MANILA, Feb 22 (Reuters) The Philippine army has questioned at least 14 lieutenants and sergeants linked to a plot to unseat President Gloria Macapagal Arroyo, a general said today, adding he was confident no coup attempt would ever succeed.
Lieutenant-General Hermogenes Esperon, head of the army, said authorities had identified about 16 junior officers who were planning to carry out a coup. Two of them are absent without leave.
But he said the army has convinced most of the officers to abandon the plot and has disciplined a few uncooperative junior officers.
''I am confident that we have a solid armed forces,'' Esperon told reporters. ''Any coup attempt would not succeed because we have a solid army.'' The plot, named ''Oplan Hackle'', was meant to create a military junta and involved the mass release of officers facing trial for leading a failed uprising in July 2003.
Citing intelligence reports, Esperon said the revolt was planned for either last weekend when graduates of the Philippine Military Academy gathered for a reunion or on March 25 when Arroyo will address the graduating class of 2006.
''We are not saying that we have totally pre-empted 'Oplan Hackle','' he told a news conference at the main military camp in Manila.
''We continue to investigate to find out more details. But, we are ready to take action against any group that will destabilise this country, this government.'' Esperon also said authorities had identified the military units of about 200 soldiers that had been recruited to take part in the plot.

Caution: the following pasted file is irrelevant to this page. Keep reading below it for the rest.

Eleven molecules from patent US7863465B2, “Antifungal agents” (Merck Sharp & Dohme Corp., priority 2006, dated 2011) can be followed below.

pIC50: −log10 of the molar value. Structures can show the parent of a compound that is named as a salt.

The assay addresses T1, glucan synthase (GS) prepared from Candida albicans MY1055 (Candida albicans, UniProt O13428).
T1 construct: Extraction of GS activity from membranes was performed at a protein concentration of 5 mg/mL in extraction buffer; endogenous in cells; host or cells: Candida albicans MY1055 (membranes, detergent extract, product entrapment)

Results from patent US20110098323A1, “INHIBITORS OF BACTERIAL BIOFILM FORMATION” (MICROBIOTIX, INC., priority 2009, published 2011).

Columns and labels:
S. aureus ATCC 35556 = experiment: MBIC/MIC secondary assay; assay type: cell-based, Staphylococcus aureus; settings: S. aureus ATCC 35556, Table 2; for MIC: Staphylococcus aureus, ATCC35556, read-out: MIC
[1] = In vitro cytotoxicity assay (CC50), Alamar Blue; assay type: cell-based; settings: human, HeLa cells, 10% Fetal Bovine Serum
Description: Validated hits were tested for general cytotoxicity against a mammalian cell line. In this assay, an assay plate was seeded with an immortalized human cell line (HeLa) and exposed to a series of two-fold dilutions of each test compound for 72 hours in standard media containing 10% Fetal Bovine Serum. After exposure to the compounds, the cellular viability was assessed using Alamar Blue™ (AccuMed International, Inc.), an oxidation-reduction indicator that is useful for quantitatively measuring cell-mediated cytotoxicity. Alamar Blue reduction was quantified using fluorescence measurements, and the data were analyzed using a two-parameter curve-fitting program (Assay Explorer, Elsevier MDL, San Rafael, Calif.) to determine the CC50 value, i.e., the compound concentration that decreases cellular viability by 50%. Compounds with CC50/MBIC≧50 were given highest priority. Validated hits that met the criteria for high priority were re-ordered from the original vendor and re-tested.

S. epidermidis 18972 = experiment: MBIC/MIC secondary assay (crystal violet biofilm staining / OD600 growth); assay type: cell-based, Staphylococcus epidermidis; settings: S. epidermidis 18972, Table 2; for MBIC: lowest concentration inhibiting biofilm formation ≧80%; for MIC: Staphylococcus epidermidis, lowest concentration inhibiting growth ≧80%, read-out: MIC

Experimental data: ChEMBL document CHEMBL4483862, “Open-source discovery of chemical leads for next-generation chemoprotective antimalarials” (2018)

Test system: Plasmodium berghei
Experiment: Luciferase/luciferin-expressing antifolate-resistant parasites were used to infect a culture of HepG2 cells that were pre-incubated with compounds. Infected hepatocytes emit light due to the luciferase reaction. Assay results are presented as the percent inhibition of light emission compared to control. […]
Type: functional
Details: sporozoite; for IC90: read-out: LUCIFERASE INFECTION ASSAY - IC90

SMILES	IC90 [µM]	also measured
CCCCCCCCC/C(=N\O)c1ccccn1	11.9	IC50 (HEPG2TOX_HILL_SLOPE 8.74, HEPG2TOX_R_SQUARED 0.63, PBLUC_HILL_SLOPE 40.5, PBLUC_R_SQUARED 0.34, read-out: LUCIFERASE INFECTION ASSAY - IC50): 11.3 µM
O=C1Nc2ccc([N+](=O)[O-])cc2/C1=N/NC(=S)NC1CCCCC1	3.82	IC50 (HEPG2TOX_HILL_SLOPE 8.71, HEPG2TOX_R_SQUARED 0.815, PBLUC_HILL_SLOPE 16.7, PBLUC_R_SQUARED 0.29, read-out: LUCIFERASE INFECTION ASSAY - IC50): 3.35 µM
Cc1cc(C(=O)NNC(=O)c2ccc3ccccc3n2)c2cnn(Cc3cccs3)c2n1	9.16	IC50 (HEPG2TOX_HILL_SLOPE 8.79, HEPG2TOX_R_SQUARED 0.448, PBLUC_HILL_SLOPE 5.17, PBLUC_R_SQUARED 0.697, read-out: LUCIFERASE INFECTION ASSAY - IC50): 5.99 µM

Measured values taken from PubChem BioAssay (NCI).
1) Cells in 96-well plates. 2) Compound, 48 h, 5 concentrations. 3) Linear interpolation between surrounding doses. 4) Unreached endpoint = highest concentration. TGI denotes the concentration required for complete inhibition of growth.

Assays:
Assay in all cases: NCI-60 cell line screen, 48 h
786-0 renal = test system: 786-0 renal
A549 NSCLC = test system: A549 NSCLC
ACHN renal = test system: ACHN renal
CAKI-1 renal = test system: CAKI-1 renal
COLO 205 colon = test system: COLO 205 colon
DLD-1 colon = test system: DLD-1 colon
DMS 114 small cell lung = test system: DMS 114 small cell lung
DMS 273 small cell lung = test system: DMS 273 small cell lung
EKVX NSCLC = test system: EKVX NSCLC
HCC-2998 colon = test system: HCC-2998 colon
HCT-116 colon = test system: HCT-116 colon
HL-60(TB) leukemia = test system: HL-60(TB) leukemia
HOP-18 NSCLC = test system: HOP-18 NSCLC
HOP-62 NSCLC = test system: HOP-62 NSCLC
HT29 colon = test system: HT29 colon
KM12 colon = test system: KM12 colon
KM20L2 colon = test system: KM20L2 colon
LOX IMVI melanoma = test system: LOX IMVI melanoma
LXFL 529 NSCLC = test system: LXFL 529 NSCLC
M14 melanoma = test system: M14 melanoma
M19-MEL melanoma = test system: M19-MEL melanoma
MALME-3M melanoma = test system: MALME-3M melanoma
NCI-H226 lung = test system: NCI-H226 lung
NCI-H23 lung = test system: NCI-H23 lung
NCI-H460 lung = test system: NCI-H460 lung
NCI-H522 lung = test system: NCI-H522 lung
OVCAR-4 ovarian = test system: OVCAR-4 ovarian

Rumours of unrest are common in the Philippines after a dozen coup attempts since the 1980s but talk of a plot has been growing as the 20th anniversary of the army-backed ''people power'' uprising against former dictator Ferdinand Marcos kicks off this week.
Today, thousands of people marched on the capital's main highway to commemorate the start of the popular revolt against Marcos in 1986, jamming streets and forcing workers returning home to walk for a few kilometres.
Some protestors complained that the police had blocked them from travelling to the capital to take part in the annual four-day celebration of ''people power.'' The marchers, including leftist activists and former allies of the president, demanded the ouster of Arroyo, accusing her of abandoning the ''spirit of the people power revolt'' which swept her into power in 2001.
A second army-backed popular uprising five years ago chased out Joseph Estrada from power, allowing Arroyo to rise from the vice-presidency.
Arroyo appealed to soldiers and police officers to thwart efforts by her political enemies to grab power.
''I call upon our soldiers not to cede a single town to those who dream of breaking up the country,'' she said after laying a wreath at the military's hero's cemetery in Manila, part of her noticeably low-key commemoration of Marcos' ouster.
REUTERS SHR KN1753